Mining in the time of coronavirus

While attending the Conexpo trade show in Las Vegas, Nevada, we witnessed the introduction of increasingly strict measures to contain the COVID-19/coronavirus pandemic, including US President Donald Trump announcing travel restrictions from Europe to the US
Mining in the time of coronavirus Mining in the time of coronavirus Mining in the time of coronavirus Mining in the time of coronavirus Mining in the time of coronavirus

The Association of Equipment Manufacturers (AEM), which organises Conexpo, decided to close the 2020 show one day early on March 13

Nia Kajastie in Las Vegas, Nevada, US

The Association of Equipment Manufacturers (AEM), which organises Conexpo, even decided to close the show one day early on March 13. It said it made the decision based on conversations with key exhibitors, the Las Vegas Convention and Visitors Authority and the office of the Nevada Governor.

It was also recently announced that an attendee at another industry event, PDAC 2020 that took place in Toronto, Canada, on March 1-4, tested positive for the disease. The mining conference was attended by Canadian PM Justin Trudeau, who is currently self-isolating, together with his wife. This, however, is due to Sophie Gregoire-Trudeau showing symptoms rather than the PM himself.

Public Health Sudbury and Districts medical officer of health Dr Penny Sutcliffe said on March 11: "I am confirming that based on our investigations so far, the individual was not infectious while attending the PDAC 2020 conference March 2 and 3 in Toronto.

"Our working hypothesis at this time is that this individual was exposed to COVID-19 while at the conference, and therefore we are advising those who attended the conference to monitor for symptoms for 14 days since leaving this event."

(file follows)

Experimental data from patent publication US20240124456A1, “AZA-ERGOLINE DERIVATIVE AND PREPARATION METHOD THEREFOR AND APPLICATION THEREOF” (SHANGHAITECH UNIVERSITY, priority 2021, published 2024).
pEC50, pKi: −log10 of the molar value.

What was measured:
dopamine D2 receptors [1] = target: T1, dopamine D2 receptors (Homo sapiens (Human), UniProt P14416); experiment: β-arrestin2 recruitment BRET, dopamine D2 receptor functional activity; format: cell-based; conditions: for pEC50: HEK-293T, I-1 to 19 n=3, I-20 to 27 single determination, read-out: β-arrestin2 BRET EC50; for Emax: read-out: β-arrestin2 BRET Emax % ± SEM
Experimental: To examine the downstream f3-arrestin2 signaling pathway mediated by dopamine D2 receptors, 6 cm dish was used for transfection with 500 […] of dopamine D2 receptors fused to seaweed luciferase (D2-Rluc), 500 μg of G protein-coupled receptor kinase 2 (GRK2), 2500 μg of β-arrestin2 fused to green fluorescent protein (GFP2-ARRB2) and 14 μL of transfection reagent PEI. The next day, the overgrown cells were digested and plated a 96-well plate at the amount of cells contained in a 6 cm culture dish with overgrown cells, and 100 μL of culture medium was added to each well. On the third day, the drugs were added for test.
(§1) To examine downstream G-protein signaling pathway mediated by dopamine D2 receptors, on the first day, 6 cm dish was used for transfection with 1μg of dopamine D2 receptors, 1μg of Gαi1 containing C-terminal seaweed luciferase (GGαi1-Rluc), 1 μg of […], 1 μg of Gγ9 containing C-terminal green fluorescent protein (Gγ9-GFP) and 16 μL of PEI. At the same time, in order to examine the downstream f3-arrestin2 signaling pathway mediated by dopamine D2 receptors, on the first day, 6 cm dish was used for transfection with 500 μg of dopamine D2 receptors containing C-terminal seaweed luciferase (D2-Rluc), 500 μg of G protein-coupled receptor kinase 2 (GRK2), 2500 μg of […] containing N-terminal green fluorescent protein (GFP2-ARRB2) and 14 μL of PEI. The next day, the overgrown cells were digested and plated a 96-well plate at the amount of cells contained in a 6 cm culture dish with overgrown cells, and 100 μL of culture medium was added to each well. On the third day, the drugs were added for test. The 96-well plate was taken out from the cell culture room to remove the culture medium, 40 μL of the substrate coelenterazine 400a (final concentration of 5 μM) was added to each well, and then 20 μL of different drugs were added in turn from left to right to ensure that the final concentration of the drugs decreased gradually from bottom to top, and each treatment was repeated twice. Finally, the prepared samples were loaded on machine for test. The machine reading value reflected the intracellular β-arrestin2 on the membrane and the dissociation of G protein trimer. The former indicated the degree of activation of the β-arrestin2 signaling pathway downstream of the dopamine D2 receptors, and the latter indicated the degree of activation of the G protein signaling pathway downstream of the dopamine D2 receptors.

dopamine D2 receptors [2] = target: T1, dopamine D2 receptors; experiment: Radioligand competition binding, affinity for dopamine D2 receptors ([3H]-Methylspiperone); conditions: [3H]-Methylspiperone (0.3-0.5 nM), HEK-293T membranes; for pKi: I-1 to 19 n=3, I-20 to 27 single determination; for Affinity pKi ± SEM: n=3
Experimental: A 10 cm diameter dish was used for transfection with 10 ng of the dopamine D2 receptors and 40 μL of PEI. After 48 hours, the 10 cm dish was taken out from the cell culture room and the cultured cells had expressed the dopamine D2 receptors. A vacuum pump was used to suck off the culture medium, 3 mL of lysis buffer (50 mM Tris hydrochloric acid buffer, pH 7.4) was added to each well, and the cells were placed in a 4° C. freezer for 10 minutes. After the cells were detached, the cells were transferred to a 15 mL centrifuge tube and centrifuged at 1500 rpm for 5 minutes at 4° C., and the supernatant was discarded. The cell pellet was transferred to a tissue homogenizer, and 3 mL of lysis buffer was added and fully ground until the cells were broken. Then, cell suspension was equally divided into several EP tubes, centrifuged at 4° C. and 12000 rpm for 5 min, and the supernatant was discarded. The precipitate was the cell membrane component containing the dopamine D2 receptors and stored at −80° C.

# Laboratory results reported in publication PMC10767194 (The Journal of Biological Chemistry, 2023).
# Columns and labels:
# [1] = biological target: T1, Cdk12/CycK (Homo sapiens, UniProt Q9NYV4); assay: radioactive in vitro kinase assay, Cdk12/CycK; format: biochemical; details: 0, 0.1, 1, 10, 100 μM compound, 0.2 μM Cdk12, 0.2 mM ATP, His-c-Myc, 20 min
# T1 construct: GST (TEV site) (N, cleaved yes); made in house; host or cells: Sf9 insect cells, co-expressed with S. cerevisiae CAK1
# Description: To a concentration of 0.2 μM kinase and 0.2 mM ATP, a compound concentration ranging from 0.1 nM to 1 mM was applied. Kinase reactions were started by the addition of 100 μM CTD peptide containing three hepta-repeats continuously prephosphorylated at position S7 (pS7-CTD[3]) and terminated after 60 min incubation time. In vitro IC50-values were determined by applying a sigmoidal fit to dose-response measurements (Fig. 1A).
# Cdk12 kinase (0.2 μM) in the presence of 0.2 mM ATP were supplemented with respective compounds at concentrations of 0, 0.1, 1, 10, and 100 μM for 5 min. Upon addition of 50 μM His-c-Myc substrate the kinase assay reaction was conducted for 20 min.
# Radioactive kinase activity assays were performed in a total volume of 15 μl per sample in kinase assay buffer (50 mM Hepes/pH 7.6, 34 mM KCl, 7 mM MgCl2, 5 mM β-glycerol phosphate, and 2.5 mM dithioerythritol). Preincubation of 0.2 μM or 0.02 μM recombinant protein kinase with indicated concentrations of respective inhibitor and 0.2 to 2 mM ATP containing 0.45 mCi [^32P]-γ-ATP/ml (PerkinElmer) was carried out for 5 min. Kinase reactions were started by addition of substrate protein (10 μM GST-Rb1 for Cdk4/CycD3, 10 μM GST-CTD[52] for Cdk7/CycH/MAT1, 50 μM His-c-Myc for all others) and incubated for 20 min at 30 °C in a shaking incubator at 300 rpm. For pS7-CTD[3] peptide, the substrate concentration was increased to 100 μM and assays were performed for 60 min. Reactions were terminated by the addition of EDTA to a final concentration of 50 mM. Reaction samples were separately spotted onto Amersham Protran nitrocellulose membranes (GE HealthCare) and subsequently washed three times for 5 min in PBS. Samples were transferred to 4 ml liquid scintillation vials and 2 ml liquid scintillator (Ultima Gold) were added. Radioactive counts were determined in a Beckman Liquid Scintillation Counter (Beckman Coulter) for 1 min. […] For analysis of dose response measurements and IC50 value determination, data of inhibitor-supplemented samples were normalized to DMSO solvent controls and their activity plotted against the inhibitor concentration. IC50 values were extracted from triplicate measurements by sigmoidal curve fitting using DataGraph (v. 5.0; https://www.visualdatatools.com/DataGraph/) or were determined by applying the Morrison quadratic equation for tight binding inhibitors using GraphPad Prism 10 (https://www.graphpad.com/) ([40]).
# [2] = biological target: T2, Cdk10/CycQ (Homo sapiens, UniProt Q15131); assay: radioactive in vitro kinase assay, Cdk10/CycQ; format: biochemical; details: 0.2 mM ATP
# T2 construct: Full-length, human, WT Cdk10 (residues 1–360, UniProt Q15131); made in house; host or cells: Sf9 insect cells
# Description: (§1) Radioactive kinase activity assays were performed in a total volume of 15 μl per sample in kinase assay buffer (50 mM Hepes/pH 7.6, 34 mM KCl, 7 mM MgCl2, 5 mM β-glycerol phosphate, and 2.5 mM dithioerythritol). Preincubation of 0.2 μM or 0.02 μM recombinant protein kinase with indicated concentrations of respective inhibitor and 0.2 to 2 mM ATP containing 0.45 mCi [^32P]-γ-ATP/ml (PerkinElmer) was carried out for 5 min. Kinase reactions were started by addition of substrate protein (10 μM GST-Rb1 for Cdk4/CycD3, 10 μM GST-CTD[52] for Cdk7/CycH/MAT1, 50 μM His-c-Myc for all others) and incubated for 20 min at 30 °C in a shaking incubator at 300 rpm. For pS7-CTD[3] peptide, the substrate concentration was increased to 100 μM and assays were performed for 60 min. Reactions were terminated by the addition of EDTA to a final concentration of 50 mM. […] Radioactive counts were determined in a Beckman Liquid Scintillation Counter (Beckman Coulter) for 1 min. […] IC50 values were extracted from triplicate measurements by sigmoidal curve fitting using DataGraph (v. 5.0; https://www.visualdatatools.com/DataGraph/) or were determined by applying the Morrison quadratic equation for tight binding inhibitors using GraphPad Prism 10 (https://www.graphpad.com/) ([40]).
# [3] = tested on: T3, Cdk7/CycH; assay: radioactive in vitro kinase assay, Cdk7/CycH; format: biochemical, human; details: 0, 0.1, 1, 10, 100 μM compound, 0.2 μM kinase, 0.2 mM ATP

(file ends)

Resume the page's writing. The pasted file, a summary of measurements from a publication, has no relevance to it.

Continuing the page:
Canadian mining company Kinross Gold has also shut its Toronto office after one of its employees tested positive for COVID-19. The miner said the individual in question, who did not attend the PDAC event, was in self-quarantine and doing well.

With further mining events on the horizon, including CIM in Vancouver in early May, it will be interesting to see what the industry response will be.

Beyond the events circuit, the wider mining industry is also bracing for the full effect of the pandemic to hit its operations and supply chains.

Among others, Barrick is increasing its inventory of key commodities to above the normal level.

At Conexpo, several mining equipment suppliers, including Caterpillar and Metso, stressed that they hadn't witnessed significant disruptions to date. Furthermore, some of their manufacturing facilities in China are back up and running again.

Nonetheless, the outbreak has stirred up fears of a global recession, as financial markets plunged in response to the uncertainty caused by the disease.

Many countries are taking drastic measures to curb further spread of the virus, with universities, schools and businesses closing down, and large events being cancelled.

At the time of writing this comment, the situation around the world keeps changing at a rapid pace, so it's hard to predict what will happen even in the next week. But while the economic ramifications are disconcerting, it is still the human side of the tragedy at the centre of this pandemic that we should focus on.

UPDATE: The CIM Convention and Exhibition 2020, scheduled to take place May 3-6, has now been cancelled.